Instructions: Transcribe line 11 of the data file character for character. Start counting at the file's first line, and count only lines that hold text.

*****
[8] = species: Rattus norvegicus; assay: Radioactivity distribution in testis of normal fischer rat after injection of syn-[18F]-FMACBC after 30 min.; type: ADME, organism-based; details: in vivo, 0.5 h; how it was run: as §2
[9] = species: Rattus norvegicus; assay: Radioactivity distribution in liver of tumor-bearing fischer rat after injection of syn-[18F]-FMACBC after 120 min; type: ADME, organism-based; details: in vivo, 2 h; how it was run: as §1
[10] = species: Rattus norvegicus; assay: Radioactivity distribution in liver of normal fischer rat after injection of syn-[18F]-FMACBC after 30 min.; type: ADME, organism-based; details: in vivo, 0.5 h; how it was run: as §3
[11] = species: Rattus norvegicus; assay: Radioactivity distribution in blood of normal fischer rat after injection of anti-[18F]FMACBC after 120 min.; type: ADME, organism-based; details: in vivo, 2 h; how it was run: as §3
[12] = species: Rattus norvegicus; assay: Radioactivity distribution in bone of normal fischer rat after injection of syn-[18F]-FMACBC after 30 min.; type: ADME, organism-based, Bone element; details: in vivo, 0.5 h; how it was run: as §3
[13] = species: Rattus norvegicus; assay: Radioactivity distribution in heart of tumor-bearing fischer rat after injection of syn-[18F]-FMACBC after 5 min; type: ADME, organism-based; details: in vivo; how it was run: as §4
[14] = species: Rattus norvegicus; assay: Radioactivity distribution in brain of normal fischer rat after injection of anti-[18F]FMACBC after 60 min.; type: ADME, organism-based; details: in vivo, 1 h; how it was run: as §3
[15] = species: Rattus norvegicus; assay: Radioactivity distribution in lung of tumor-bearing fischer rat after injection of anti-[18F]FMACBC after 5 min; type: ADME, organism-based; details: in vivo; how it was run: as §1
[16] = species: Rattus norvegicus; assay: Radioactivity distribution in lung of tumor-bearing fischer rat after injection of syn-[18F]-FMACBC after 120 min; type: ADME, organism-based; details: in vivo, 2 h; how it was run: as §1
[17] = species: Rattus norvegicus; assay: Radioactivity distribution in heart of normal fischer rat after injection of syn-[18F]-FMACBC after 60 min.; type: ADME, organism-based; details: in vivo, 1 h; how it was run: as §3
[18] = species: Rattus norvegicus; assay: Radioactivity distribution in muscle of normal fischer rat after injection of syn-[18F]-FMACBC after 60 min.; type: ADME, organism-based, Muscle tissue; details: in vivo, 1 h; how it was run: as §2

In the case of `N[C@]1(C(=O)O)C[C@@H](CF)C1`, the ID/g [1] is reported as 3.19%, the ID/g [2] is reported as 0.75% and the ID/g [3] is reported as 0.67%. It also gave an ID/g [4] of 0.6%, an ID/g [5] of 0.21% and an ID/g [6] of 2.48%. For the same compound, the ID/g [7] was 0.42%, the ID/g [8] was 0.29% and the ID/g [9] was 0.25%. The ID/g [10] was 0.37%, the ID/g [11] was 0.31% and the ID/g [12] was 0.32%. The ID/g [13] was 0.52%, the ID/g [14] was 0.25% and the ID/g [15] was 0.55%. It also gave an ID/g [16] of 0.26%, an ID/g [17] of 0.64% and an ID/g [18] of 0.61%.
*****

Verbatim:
[18] = species: Rattus norvegicus; assay: Radioactivity distribution in muscle of normal fischer rat after injection of syn-[18F]-FMACBC after 60 min.; type: ADME, organism-based, Muscle tissue; details: in vivo, 1 h; how it was run: as §2